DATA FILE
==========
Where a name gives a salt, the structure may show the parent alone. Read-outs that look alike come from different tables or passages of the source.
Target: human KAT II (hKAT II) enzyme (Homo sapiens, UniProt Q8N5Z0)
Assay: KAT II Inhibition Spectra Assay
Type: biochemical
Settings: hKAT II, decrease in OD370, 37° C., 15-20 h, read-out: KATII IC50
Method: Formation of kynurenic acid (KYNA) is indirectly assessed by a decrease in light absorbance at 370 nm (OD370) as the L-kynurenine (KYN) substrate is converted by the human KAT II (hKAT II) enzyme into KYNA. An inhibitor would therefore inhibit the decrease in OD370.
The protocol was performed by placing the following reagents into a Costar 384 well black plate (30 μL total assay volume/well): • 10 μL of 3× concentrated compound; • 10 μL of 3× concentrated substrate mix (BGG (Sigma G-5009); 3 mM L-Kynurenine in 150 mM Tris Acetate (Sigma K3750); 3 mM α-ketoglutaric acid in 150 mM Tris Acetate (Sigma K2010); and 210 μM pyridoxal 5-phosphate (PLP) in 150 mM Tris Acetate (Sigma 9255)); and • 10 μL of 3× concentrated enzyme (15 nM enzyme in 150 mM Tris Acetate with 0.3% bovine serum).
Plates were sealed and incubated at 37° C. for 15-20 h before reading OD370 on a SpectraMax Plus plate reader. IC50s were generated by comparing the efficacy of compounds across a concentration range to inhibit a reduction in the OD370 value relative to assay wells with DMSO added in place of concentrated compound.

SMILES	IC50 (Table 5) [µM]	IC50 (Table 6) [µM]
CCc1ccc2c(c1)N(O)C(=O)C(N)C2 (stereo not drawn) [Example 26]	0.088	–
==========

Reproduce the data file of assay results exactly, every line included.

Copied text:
Where a name gives a salt, the structure may show the parent alone. Read-outs that look alike come from different tables or passages of the source.
Target: human KAT II (hKAT II) enzyme (Homo sapiens, UniProt Q8N5Z0)
Assay: KAT II Inhibition Spectra Assay
Type: biochemical
Settings: hKAT II, decrease in OD370, 37° C., 15-20 h, read-out: KATII IC50
Method: Formation of kynurenic acid (KYNA) is indirectly assessed by a decrease in light absorbance at 370 nm (OD370) as the L-kynurenine (KYN) substrate is converted by the human KAT II (hKAT II) enzyme into KYNA. An inhibitor would therefore inhibit the decrease in OD370.
The protocol was performed by placing the following reagents into a Costar 384 well black plate (30 μL total assay volume/well): • 10 μL of 3× concentrated compound; • 10 μL of 3× concentrated substrate mix (BGG (Sigma G-5009); 3 mM L-Kynurenine in 150 mM Tris Acetate (Sigma K3750); 3 mM α-ketoglutaric acid in 150 mM Tris Acetate (Sigma K2010); and 210 μM pyridoxal 5-phosphate (PLP) in 150 mM Tris Acetate (Sigma 9255)); and • 10 μL of 3× concentrated enzyme (15 nM enzyme in 150 mM Tris Acetate with 0.3% bovine serum).
Plates were sealed and incubated at 37° C. for 15-20 h before reading OD370 on a SpectraMax Plus plate reader. IC50s were generated by comparing the efficacy of compounds across a concentration range to inhibit a reduction in the OD370 value relative to assay wells with DMSO added in place of concentrated compound.

SMILES	IC50 (Table 5) [µM]	IC50 (Table 6) [µM]
CCc1ccc2c(c1)N(O)C(=O)C(N)C2 (stereo not drawn) [Example 26]	0.088	–